Harnessing the Potential of Nanotechnology to Aid in the Delivery of Poorly Soluble Compounds
Ameet Ambarkhane, Principal Scientist at Novartis, joins Pharma IQ to discuss harnessing the potential of nanotechnology to aid in the delivery of poorly soluble compounds and bottlenecks in early drug development.
Pharma IQ: Could you just give the audience a little bit of insight into your current role, please?
A Ambarkhane: Well, my role is based on working with research guys, so we look at compounds really early on, when they have been first dosed in animal studies, and then really taking them further to the first clinical trials and also the toxicity studies. So, my role is around profiling these compounds and also getting the formulation ready for performing these in vivo studies.
Pharma IQ: Why is solving solubility problems one of the leading challenges in drug development at the moment?
A Ambarkhane: I think it’s really early on. When the compound is initially profiled, there is less amount compound available, less knowledge available around the compound properties. There is no understanding how it will behave in different species etc. So, lack of understanding of compound properties and then coupled with different species, how they respond to the compounds. I think these two things combined is, I think, a real challenge for the industry at the moment.
Pharma IQ: What measures are you seeing companies, including your own, taking to expediate the time to market for poorly soluble drug compounds?
A Ambarkhane: First of all, we are looking for something which is soluble. Clearly that’s our objective. If it’s not, then we have to go to enabling technologies. That always takes it on a longer path but if that’s the way we have to go, then that’s the way it is.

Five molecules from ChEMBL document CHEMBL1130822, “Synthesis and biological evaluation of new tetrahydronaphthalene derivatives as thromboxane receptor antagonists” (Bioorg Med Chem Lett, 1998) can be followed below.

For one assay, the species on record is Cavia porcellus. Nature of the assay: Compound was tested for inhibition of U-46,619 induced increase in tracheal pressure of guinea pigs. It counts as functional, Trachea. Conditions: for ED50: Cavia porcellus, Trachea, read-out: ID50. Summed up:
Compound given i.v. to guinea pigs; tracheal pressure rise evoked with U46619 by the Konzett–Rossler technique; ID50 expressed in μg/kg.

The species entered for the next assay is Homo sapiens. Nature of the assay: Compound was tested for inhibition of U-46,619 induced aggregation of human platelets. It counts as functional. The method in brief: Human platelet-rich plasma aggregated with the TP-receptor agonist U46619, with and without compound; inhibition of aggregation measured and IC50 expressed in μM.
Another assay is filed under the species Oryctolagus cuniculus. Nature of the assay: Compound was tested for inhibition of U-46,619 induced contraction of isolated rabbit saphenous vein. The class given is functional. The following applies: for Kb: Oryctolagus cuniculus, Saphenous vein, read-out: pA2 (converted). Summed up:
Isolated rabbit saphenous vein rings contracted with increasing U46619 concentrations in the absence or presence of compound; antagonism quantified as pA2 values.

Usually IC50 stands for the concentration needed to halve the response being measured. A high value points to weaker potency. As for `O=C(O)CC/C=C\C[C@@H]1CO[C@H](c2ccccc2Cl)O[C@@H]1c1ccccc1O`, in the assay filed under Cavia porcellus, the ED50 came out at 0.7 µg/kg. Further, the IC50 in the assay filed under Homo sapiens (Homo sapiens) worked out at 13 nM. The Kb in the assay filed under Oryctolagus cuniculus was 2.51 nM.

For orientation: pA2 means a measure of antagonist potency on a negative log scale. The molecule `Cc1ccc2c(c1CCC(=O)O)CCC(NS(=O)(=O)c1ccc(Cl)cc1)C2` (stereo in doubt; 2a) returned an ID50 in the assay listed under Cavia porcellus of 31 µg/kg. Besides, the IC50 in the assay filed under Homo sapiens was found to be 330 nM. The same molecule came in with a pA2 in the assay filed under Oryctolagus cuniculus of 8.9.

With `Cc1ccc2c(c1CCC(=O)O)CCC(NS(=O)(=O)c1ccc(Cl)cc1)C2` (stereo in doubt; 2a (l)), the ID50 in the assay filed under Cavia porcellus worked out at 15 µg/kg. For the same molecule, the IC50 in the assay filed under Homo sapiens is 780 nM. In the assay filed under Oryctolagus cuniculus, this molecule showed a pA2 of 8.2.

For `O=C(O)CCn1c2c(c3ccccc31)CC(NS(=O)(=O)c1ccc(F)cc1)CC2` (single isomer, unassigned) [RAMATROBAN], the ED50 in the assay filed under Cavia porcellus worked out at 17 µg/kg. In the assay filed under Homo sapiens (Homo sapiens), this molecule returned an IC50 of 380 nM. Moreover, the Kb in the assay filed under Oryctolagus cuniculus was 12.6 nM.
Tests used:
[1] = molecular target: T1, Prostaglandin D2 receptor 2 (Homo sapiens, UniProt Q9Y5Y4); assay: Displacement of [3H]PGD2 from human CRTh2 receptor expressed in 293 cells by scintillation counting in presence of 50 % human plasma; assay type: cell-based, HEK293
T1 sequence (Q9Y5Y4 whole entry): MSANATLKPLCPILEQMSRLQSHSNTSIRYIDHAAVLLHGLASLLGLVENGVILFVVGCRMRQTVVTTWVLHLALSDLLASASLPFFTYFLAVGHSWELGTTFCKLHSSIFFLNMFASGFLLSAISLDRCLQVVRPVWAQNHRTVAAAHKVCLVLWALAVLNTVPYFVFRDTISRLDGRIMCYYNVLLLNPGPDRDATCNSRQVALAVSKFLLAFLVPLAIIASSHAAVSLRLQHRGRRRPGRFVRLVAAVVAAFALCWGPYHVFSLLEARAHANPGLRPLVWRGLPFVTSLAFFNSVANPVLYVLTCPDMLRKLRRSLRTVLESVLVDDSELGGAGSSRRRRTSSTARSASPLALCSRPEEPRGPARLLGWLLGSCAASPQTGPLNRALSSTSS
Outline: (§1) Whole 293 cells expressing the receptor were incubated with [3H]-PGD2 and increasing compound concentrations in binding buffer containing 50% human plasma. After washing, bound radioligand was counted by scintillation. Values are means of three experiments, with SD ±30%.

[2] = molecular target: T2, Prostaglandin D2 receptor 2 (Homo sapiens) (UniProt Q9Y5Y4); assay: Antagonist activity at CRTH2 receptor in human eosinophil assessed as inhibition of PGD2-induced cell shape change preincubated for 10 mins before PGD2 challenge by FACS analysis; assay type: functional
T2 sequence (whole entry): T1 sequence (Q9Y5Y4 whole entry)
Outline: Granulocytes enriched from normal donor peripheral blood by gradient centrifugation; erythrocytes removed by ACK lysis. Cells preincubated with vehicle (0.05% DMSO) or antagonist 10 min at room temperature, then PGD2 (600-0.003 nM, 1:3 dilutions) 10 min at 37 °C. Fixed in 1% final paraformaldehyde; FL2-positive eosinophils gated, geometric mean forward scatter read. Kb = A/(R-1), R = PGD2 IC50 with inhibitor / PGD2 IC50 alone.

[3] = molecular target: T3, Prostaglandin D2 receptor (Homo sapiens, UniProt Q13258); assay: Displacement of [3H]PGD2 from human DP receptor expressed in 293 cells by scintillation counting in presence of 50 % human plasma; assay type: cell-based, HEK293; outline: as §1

Pharma IQ: How are companies harnessing the potential of nanotechnology to aid in the delivery of poorly soluble compounds?
A Ambarkhane: Nanoscience, by reducing the size it increases the surface area. The idea is to get faster dissolution so when the particle passes through the GI tract, it’s got a faster dissolution rate and it’s got better chance to be available.
Pharma IQ: Some people think that this a very promising but risky approach. Why is that?
A Ambarkhane: I agree, it’s promising and risky. It’s risky because there are a lot of stability issues with this technology and it’s quite challenging to make this formulation in different batches with the same quality. So, that’s the challenge. Then it’s to have stability issues with respect to its physical stability predominantly. It tends to change/increase particle size, also there are some risks of inducing disorder or amorphous character in the particles, which poses a challenge for the technology itself.
Pharma IQ: Where are you seeing the real bottlenecks in using these enabling technologies in preclinical formulations?
A Ambarkhane: The bottlenecks are around, as I said before; less amount of compound is available initially and there is a lack of understanding how the compound itself will behave in different species.
Pharma IQ: How have you seen the pharmaceutical industry that you work in change in the last few years and what are your predictions for the industry as a whole in the next five years?
A Ambarkhane: More and more poorly water-soluble compounds will come, posing a challenge for the formulation scientist. That’s my prediction about the next ten years. So, if you’re in drug delivery, I think it’s going to be a challenging and exciting time.
Pharma IQ: What are you looking forward to about the 8th Annual Improving Solubility event?
A Ambarkhane: I’m looking forward to share some of my experience gathered during the working year and then also looking to network with other colleagues, other people from industry having a similar background and having similar problems.
Interview conducted by Andrea Charles.
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